Zhu Min urges caution on using 'heavy-duty weapon' of rate rises
The deputy governor of the People's Bank of China Zhu Min has assuaged investors' concerns over inflation and the yuan exchange rate and stressed the need for re-balancing in the global economy, but downplayed the possibility of interest rate increases.
Speaking at the Credit Suisse Asian Investment Conference yesterday, Zhu said that despite higher than expected inflation rates last month - with the consumer price index increasing 2.7 per cent and the purchasing power index gaining 5.6 per cent - inflation is still under control and the figures simply reflect strong demand.
The central government has targeted price inflation of 3 per cent for this year.
Zhu said 2.2 per cent of the PPI increase can be accounted for by food prices, which were particularly high last month because of heavy consumption during the Lunar New Year and poor weather pushing up prices, especially for pork.
A Moody's Economy.com report said price pressures are likely to shift from food to fuel in the coming months as the weather improves and the fuel pricing regime is liberalised to allow more short-term and responsive price changes.
He also said that as productivity increases in line with prices, overcapacity will have the effect of tempering inflationary pressures.
Zhu said central banks should be cautious about using a 'heavy-duty weapon' such as interest rates as a method of keeping inflation in check, and added that rates are simply one of many tools that are now at the disposal of central banks as a result of the economic crisis.
'The crisis changed the role of central banks, as they need to take more responsibility for financial stability and growth ... The toolbox has expanded.'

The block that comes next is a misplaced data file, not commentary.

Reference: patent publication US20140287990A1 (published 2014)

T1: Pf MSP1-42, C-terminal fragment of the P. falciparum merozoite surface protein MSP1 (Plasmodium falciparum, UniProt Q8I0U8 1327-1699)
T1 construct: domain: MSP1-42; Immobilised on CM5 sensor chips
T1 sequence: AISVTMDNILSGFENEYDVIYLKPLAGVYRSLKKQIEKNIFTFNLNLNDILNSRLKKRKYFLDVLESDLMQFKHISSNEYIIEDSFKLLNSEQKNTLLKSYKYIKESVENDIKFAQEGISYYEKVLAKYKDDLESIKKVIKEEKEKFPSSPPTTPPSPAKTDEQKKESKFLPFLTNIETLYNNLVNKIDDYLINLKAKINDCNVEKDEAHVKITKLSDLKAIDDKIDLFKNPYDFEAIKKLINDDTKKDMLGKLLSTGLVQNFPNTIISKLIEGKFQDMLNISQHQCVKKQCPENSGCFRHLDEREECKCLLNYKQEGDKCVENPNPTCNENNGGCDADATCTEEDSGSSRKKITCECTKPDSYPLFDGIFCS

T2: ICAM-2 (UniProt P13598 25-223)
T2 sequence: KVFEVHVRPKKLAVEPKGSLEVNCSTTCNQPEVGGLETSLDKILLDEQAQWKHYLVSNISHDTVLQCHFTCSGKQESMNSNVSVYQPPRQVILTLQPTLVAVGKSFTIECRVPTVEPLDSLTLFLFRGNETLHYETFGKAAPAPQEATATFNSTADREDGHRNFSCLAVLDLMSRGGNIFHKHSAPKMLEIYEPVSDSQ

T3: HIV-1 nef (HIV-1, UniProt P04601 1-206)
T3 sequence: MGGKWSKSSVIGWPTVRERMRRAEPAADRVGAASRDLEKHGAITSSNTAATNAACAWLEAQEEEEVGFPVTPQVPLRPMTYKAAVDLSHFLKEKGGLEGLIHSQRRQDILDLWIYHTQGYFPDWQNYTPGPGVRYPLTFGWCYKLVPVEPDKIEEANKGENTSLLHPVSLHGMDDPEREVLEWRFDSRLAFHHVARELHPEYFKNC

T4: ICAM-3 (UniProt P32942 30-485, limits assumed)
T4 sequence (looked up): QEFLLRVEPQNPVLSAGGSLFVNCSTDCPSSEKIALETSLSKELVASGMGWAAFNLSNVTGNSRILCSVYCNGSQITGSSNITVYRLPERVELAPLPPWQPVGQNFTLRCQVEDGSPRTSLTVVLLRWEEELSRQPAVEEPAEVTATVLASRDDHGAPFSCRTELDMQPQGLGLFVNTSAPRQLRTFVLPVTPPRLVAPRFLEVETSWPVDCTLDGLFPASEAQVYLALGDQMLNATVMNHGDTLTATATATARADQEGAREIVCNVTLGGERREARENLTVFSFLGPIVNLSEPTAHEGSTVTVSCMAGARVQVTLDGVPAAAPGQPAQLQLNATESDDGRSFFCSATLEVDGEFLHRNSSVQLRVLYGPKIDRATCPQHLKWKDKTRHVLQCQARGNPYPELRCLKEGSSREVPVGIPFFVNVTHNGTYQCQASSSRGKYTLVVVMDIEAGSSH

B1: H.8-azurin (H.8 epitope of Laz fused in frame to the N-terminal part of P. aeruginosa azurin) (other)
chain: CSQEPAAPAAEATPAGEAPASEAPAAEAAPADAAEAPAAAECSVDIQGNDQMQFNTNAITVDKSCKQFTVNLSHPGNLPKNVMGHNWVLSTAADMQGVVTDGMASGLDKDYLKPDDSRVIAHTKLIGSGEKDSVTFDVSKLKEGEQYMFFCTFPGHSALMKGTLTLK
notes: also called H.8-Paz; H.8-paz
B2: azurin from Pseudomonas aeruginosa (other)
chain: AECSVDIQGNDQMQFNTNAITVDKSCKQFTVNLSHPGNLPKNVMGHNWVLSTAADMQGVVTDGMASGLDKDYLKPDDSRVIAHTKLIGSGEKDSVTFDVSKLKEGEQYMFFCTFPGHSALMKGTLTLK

Zhu pointed out that the latest statistics on loan growth suggest that moves to rein in credit growth are good indicators that lending is returning to healthy levels.
'We need to carefully guide loans and smooth loan growth. Loan growth has traditionally been strong towards the end of each quarter as companies settle their accounts, but this quarter we're seeing it slow down.'
He did, however, acknowledge that there is overcapacity in some sectors such as steel, where output reached 700 million tonnes last year, an excess of 160 million tonnes.
Zhu emphasised the need for a re-balancing of the global economy, and said that China 'should and could import more to keep its surplus smaller'.
In real terms the yuan exchange rate has been appreciating but China would continue to manage its floating exchange rate based on market demand against a basket of currencies, he said.
The Ministry of Commerce said this week that the mainland is expecting a trade deficit for this month, its first in six years, but economists are largely in agreement that this is a commodities-led blip rather than a turning point in the trade surplus.
There is overcapacity in some sectors such as steel, where output last year reached, in tonnes: 700m